After more than a year of prodding from the Senate Special Committee on Aging, the federal government took a major step today aimed at exposing potential conflicts of interests between doctors and drug companies.
The long-awaited rule -- drawn from the Physician Payments Sunshine Act - was released late Friday by the Centers for Medicare and Medicaid Services. The rule puts in place a system requiring pharmaceutical and medical device makers to disclose payments and gifts given to physicians. Consumers will have access to the information through a database administered by the U.S. Department of Health and Human Services.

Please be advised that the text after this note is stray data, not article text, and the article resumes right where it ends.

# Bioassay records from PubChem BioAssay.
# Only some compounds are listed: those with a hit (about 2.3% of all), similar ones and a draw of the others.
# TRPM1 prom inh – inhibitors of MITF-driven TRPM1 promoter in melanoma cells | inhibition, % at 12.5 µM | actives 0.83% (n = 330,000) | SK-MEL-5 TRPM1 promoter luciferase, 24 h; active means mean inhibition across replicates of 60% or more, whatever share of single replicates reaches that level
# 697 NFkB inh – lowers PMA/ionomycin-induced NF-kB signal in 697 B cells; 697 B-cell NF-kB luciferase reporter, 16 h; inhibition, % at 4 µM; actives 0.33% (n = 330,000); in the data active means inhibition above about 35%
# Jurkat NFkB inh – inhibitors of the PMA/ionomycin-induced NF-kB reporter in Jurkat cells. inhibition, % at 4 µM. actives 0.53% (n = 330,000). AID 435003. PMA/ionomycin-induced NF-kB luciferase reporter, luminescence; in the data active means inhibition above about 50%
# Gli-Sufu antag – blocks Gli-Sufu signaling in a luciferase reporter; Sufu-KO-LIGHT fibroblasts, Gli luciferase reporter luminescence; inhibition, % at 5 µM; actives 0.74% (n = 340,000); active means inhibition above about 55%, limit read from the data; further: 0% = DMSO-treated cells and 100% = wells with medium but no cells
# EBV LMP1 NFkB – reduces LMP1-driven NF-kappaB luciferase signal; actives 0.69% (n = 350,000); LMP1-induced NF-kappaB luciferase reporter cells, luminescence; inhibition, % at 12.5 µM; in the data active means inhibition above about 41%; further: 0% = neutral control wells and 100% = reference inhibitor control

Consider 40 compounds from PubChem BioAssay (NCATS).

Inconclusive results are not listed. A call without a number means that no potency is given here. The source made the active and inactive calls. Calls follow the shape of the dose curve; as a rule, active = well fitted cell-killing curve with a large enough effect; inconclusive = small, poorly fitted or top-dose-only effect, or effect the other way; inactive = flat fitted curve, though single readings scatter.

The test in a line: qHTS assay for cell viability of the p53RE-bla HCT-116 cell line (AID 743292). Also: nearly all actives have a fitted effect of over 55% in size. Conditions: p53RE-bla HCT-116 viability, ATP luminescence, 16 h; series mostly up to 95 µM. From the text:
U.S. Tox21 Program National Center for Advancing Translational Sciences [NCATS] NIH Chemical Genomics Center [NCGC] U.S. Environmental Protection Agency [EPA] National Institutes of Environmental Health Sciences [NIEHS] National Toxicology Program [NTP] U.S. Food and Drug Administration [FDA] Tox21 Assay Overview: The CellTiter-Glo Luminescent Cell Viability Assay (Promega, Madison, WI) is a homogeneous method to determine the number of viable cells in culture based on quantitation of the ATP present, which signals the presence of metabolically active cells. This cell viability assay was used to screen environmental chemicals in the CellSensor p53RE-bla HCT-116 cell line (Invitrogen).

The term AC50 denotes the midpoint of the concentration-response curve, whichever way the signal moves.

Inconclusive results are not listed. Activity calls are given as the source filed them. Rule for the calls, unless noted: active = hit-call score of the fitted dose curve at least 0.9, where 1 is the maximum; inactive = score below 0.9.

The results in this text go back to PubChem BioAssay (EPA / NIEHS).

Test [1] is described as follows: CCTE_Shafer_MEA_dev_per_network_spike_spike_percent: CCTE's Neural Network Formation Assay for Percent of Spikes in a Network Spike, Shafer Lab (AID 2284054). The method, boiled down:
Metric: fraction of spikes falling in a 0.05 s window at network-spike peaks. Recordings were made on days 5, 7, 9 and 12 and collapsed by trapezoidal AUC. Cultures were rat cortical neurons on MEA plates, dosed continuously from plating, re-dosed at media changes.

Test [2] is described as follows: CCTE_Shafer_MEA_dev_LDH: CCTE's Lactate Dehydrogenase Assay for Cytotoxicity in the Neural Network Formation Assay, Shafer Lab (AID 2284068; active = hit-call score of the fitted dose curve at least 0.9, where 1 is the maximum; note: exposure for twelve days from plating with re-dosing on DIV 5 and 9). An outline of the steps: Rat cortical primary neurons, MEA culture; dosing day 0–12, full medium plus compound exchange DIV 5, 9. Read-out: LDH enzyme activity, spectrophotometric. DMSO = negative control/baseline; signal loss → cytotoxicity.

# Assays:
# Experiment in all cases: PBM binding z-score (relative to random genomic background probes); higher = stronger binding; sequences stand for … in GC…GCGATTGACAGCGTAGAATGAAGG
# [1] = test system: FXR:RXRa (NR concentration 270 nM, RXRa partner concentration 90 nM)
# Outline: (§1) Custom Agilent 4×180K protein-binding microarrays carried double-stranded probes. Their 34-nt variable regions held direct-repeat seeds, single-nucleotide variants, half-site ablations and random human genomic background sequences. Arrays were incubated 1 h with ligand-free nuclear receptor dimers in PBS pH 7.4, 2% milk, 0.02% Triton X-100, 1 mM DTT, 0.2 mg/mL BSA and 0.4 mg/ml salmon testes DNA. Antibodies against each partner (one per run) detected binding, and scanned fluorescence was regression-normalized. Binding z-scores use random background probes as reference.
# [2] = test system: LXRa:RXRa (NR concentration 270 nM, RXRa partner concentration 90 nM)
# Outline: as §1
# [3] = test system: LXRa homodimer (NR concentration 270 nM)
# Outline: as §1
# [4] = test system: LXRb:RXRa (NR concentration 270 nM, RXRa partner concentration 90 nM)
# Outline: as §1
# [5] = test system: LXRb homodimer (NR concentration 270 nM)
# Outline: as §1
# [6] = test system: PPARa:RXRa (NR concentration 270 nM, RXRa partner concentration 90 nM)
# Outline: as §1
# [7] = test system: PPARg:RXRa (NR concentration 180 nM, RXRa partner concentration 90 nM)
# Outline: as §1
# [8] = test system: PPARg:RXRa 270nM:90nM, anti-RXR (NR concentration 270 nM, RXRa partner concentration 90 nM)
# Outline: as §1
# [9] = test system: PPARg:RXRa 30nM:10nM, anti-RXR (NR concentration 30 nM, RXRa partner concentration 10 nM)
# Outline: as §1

Critics have long contended that the drug industry's practice of paying doctors influences medical decisions and leads to over-prescribing medicines and patients receiving unnecessary and expensive drug treatments.
"Everybody is served when there is full disclosure," said Nelson, who assumed the chairmanship of the Aging Committee last month. "This is exactly the kind of work the committee should be doing to help consumers and the elderly."
Nelson credited former Aging Committee chair, Sen. Herb Kohl of Wisconsin and Iowa Sen. Chuck Grassley for taking steps to get the disclosure requirements included in the Affordable Care Act.
You can read more about the rule here.